By Nick Payne
Directed by John Crowley
Venue: Donmar Theatre
Date: Thursday 12th September 2013
I’m not sure how well the sponsored front row initiative is succeeding at the Donmar. The idea of having front row seats released two weeks before a show seems like a great way to get new people into the theatre at an affordable price, but looking at the occupants of the front row today, I’m not sure it’s having the desired effect. The average age was around 55 to 60, and they mostly looked like regular theatregoers to me. Of course, the matinee audience may have a different profile to evening performances, and no doubt there will be some statistics published eventually puffing what a great success the scheme has been, but for those of us who’ve supported the theatre for many years, it’s still a bit galling to find the best seats not available for advance booking and yet possibly not going to those for whom the scheme was intended. Ah well.
This was one of the better bits of new writing we’ve seen recently. Set in a typical office, the play explores the compensation culture so prevalent nowadays, and shows us how and why so many people get sucked into the vortex of deceit which it promotes. Two personal injury lawyers, Barry and Andrew, are visited by one of Andrew’s old school chums, Kevin. Kevin wants to make a claim against a Tesco delivery driver for an accident he’s just had, and wants to put the work Andrew’s way on a no win, no fee basis. Barry is reluctant to take the case on, and later we learn that Kevin is indeed making a false claim, so what will Andrew do?
He jumped in with both feet, of course. We learned later that his father was ill, implying that Andrew needed money to pay for medical bills or care of some sort, but this was never made explicit. Most of the people involved in the scam had some kind of hardship to justify their involvement, although Kevin just looked like a chancer to me. Barry was the only one who wasn’t fully participating, although he managed to overcome his scruples when one of their claims actually went to court.
The planning session for their first accident was very entertaining, despite being held in almost total darkness. It began with a lovely joke about an old lady and a bank manager’s testicles, and we were just about to get the punchline when Andrew came bursting in with a torch, apologising for the power outage. We never got to hear the end of the joke, but I asked the staff on the way out and they filled me in.
The extras in the planning scene morphed into the legal team for the trial scenes in the second half. Apart from a bit of blocking, which was unavoidable given the layout of the courtroom, the trial was both informative and entertaining, and as a former Scots Law student I particularly liked the (Scottish) judge’s little reference to McGhee v National Coal Board. I felt the closing scene was a little weak, but given the relationship between Andrew and Kevin’s wife, Jen, it was necessary to tie up that loose end before the play finished.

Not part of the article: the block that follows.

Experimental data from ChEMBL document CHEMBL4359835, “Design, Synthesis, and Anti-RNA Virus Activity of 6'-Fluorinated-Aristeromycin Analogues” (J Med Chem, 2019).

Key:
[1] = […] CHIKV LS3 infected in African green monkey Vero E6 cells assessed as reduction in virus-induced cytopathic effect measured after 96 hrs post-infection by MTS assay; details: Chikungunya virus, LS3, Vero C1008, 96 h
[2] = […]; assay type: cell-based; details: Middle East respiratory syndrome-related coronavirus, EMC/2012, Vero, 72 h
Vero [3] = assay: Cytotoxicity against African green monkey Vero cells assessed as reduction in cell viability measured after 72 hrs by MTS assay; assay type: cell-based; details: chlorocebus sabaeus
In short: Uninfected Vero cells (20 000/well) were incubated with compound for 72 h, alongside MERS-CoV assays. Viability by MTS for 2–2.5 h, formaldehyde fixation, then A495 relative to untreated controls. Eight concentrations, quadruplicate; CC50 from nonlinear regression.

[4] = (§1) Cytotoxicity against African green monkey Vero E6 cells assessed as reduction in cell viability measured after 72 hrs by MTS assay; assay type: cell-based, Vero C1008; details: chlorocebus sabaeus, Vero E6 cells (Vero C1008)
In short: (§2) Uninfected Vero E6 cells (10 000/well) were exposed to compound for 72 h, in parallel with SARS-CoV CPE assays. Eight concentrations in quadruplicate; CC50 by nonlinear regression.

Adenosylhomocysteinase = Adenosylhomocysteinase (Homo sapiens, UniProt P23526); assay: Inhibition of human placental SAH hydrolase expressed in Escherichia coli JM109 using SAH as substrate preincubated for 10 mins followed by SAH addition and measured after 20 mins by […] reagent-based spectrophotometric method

The set for the first half was a very convincing office layout, with a door back left, lots of filing cabinets, charts, photocopier, a coat rack, pot plants, etc. The two desks were front left and right, and there was a fan on Andrew’s desk which had a very laid back attitude to working. There was also an exit far right, hidden by a screen, which led to the tea-making facilities. One of the running jokes was the weird and wonderful selection of flavoured teas which Barry kept offering their clients.
For the second half, the office was stripped bare and the court was set up in front of a screening panel at the back. The lawyers’ desks were ranged along the front of the stage while the judge sat centre back with the royal crest above his chair. The witnesses sat back right while the court reporter was to the left of the judge. The final scenes took place in the still-cleared office, when Barry and Andrew were packing up their stuff.
We had many good laughs during this play, and while nothing was surprising or shocking, it did show how easy it was to take the view that everyone else is cheating so why shouldn’t I? It’s understandably tempting when money is so tight and the activities of the banking fraternity seem to be not that different from the kind of scam Kevin and his mates were doing. The performances were all superb, and we’d happily see another play by this writer.
© 2013 Sheila Evans at ilovetheatre.me